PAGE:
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Dermatologic Concerns and Disparities Among Members of the Hispanic Community

News
Article

This Hispanic Heritage Month, Dermatology Times is reviewing the unique dermatologic concerns and disparities faced by members of the Hispanic community.

Key Takeaways

  • Hispanic patients with skin conditions often delay care due to cost, work, transportation, and language barriers.
  • Dermatology has a significant diversity gap, with only 4.2% of dermatologists being Hispanic, despite Hispanics making up at least 18% of the US population.
  • Clinical images and clinical trials lack diversity, with insufficient representation of patients with darker skin types and who are of Hispanic ethnicity.
  • Skin conditions like atopic dermatitis and alopecia disproportionately affect Hispanic and Latino populations, leading to missed school, mental health issues, and a higher burden of disease.

Members of the Hispanic and Latino community have long faced barriers to access in medical care. This is no different when it comes to dermatologic care in this patient population.

Barriers to Care

According to a 2022 study1 published in the Journal of the American Academy of Dermatology, investigators found that Hispanic and Black patients with chronic inflammatory skin conditions were significantly more likely to delay care when compared to white patients. These delays could be attributed to cost, work, transportation, and more.

Additional obstacles may be also due in part to language barriers, a lack of health insurance coverage or primary care source, finances, cultural differences, stereotypes and bias, among others.2

Lack of Representation

Within the dermatology specialty, ethnic and racial diversity are lacking.

While 18.5% of Americans are Hispanic, only 4.2% of the dermatology specialty is comprised of Hispanic dermatologists, according to a 2022 reflection3 on dermatologic disparities published in the Journal of Clinical and Aesthetic Dermatology.

“We posit that increasing diversity among the provider workforce within the field of dermatology will lead to improved patient outcomes overall and to decreased disparities in dermatological care. While race-concordant visits are by no means a prerequisite for quality care, numerous publications have demonstrated that race-concordant visits last longer and that patients are more satisfied, rate their physicians as more participatory, and provide higher ratings of positive patient affect,” wrote authors Nour El-Kashlan, MD, and Andrew Alexis, MD, MPH. “Furthermore, physicians from underrepresented racial and ethnic groups improve the quality of patient care by increasing access to care, providing culturally competent care, and contributing culturally diverse perspectives within the specialty at large.”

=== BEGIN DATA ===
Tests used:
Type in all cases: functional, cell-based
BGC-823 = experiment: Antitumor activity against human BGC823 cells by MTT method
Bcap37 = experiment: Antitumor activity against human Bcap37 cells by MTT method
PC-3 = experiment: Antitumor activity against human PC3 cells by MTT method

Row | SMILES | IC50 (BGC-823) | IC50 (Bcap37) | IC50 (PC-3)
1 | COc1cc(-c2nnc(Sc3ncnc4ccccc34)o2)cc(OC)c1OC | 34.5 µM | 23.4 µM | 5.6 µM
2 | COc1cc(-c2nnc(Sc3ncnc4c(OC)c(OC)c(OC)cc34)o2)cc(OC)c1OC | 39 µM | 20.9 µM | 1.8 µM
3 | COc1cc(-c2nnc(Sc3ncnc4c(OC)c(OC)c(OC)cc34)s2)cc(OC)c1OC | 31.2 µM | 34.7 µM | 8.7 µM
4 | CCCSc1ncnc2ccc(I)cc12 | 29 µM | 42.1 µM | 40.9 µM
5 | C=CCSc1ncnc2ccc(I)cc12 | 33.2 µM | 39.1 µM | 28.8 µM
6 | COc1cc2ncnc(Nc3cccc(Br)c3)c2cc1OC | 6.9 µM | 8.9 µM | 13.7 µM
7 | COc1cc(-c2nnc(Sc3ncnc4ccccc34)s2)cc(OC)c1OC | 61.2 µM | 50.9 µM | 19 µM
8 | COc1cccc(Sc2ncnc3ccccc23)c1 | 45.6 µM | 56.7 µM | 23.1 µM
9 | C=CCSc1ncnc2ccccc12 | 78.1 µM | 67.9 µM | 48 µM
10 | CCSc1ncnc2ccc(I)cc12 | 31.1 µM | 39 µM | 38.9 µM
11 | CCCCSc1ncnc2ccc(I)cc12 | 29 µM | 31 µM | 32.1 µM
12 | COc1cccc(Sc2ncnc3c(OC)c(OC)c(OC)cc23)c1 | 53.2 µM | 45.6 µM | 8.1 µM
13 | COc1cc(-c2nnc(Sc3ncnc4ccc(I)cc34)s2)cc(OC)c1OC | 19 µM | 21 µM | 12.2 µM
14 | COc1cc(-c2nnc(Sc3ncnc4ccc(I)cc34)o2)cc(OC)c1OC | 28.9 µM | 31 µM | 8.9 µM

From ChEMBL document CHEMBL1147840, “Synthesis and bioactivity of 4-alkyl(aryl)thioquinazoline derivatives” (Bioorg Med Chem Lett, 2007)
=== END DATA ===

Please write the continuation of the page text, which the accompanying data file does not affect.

Non-Diverse Clinical Images, Educational Tools, and Clinical Trials

When it comes to clinical images of dermatologic conditions in patients with skin of color and darker skin types, representation and diversity are few and far between.

lightscience/Adobe Stock
lightscience/Adobe Stock

One study4 found that despite varying cutaneous pathology in patients with darker skin types, only around 4.5% of images in medical textbooks feature patients with darker skin. Among 6 common dermatology textbooks, representation of patients with darker skin types ranged from 4% to 18% of images, with 5 of the 6 textbooks lacking significant improvements over the most recent 15 years.

During the COVID-19 pandemic, dermatologists devised an international registry of cutaneous symptoms associated with the virus in an effort to document skin-related manifestations. However, of the 716 cases submitted spanning 31 countries, only 34 represented patients were Hispanic.5